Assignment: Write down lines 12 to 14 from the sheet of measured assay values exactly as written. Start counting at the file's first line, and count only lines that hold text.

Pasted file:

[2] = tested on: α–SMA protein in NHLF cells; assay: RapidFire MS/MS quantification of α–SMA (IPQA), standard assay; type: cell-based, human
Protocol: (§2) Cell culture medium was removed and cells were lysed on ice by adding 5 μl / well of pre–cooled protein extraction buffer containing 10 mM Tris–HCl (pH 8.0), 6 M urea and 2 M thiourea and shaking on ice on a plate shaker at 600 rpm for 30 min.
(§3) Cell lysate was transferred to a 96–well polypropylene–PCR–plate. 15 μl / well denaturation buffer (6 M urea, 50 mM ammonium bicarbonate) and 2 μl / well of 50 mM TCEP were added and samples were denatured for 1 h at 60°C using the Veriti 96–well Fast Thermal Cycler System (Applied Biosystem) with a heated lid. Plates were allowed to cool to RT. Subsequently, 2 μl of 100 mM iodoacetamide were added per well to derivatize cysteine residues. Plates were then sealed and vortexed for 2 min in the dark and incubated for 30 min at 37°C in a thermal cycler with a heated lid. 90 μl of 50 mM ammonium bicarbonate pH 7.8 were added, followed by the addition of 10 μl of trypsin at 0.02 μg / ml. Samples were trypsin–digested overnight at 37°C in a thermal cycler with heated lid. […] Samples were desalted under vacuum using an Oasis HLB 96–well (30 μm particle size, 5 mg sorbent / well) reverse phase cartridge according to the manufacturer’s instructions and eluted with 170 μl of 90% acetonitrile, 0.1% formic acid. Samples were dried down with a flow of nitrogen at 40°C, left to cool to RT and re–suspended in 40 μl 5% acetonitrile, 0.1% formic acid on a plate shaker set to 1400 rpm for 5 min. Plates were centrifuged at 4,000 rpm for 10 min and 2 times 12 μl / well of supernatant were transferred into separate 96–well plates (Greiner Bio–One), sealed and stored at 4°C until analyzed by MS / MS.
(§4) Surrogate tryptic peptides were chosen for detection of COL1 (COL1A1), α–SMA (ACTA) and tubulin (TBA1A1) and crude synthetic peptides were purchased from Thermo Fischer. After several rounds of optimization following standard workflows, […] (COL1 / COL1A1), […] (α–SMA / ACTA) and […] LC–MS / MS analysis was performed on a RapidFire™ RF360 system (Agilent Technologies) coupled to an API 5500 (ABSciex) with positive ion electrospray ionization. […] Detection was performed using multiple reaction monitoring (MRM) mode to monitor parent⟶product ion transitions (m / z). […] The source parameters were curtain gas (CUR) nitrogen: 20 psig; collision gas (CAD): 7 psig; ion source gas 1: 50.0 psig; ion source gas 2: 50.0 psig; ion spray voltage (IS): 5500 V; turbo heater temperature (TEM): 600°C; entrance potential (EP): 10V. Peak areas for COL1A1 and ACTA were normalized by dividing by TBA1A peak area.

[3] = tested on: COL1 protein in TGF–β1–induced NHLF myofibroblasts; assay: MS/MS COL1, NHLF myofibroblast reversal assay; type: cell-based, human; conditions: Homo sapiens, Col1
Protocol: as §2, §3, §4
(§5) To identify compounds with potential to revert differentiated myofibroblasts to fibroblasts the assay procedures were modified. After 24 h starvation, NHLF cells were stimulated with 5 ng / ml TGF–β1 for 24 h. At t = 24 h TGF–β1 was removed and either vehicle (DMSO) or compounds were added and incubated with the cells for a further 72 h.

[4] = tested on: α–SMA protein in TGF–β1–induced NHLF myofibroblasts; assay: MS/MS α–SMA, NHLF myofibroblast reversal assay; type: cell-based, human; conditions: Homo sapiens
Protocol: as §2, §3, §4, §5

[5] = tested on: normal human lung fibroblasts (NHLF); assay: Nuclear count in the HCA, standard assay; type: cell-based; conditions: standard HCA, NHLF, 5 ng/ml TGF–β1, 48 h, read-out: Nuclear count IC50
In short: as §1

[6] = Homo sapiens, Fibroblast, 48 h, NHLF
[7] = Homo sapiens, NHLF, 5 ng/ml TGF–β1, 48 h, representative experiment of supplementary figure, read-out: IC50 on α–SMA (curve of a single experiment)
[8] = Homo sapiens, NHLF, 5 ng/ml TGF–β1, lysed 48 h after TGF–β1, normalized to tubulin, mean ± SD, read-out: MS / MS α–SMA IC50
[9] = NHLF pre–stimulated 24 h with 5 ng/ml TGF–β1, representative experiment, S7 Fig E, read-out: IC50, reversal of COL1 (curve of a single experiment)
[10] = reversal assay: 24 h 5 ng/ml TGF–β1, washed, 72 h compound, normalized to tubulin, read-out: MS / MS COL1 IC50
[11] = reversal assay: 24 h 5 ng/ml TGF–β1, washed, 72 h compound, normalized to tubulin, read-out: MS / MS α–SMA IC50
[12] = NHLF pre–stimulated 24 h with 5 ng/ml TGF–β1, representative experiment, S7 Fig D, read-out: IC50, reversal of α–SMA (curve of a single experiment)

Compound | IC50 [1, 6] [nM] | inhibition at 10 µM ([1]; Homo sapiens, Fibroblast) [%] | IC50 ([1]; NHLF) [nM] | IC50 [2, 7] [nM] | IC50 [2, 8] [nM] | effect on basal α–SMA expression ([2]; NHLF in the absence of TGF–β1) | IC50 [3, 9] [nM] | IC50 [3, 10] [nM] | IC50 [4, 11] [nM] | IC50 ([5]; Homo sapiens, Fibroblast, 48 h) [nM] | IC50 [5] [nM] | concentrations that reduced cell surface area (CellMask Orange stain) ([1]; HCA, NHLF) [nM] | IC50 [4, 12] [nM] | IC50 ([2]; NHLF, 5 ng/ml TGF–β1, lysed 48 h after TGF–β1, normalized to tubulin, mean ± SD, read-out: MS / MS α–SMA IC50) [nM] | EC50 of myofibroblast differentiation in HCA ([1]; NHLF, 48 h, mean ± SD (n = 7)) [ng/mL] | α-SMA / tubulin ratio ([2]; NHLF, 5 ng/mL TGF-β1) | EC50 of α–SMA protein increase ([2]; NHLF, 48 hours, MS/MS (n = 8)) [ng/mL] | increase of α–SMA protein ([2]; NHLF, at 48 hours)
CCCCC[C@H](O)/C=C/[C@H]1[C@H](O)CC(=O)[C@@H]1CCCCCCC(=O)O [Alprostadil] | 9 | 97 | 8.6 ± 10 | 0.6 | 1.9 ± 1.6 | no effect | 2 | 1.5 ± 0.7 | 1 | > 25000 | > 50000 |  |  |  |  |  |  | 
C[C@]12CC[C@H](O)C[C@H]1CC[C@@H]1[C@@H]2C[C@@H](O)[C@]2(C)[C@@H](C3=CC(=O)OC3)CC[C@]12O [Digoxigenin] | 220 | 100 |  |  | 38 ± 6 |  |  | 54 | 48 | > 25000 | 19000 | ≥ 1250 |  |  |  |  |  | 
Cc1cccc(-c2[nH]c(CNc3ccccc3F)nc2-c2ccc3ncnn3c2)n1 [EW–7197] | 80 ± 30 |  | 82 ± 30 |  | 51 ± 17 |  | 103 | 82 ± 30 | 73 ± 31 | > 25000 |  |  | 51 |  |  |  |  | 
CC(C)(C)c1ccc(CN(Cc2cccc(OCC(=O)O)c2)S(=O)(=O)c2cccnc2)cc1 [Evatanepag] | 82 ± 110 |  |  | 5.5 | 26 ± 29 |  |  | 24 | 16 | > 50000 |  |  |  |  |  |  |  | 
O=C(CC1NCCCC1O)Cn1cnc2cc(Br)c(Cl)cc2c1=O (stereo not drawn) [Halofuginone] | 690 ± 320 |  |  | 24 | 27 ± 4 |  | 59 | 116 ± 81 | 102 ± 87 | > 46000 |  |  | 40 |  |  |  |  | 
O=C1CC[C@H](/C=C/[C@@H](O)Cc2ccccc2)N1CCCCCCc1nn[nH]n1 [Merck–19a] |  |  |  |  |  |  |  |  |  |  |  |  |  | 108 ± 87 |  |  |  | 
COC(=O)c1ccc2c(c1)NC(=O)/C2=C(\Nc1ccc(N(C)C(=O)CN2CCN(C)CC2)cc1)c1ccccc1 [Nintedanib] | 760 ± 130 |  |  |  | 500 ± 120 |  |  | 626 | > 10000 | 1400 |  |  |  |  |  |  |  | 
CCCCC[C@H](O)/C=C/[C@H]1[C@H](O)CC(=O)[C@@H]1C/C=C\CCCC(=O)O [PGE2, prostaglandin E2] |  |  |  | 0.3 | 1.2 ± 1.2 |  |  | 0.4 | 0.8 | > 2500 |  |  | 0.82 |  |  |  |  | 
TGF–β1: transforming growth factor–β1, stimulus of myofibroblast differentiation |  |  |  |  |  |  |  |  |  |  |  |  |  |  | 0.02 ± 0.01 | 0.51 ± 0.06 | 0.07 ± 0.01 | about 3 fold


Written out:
[6] = Homo sapiens, Fibroblast, 48 h, NHLF
[7] = Homo sapiens, NHLF, 5 ng/ml TGF–β1, 48 h, representative experiment of supplementary figure, read-out: IC50 on α–SMA (curve of a single experiment)
[8] = Homo sapiens, NHLF, 5 ng/ml TGF–β1, lysed 48 h after TGF–β1, normalized to tubulin, mean ± SD, read-out: MS / MS α–SMA IC50